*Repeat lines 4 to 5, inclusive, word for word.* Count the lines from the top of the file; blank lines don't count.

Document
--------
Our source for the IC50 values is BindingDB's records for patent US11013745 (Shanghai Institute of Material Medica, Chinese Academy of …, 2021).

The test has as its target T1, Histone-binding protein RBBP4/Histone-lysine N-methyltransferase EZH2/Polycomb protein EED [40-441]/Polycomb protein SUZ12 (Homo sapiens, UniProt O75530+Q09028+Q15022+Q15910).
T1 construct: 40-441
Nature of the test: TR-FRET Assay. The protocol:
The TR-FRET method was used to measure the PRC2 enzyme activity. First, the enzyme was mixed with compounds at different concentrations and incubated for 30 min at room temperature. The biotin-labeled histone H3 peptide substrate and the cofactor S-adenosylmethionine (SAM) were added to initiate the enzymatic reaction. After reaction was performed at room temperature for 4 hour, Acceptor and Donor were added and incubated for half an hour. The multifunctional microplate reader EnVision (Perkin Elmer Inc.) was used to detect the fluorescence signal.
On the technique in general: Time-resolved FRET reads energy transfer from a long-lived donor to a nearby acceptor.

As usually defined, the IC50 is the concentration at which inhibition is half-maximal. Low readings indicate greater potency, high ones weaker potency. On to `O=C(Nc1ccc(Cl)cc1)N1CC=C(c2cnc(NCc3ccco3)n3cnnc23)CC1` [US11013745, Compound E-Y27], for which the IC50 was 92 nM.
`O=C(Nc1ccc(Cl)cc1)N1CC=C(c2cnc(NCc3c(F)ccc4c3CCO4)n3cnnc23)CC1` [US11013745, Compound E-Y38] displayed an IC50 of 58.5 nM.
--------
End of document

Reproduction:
Nature of the test: TR-FRET Assay. The protocol:
The TR-FRET method was used to measure the PRC2 enzyme activity. First, the enzyme was mixed with compounds at different concentrations and incubated for 30 min at room temperature. The biotin-labeled histone H3 peptide substrate and the cofactor S-adenosylmethionine (SAM) were added to initiate the enzymatic reaction. After reaction was performed at room temperature for 4 hour, Acceptor and Donor were added and incubated for half an hour. The multifunctional microplate reader EnVision (Perkin Elmer Inc.) was used to detect the fluorescence signal.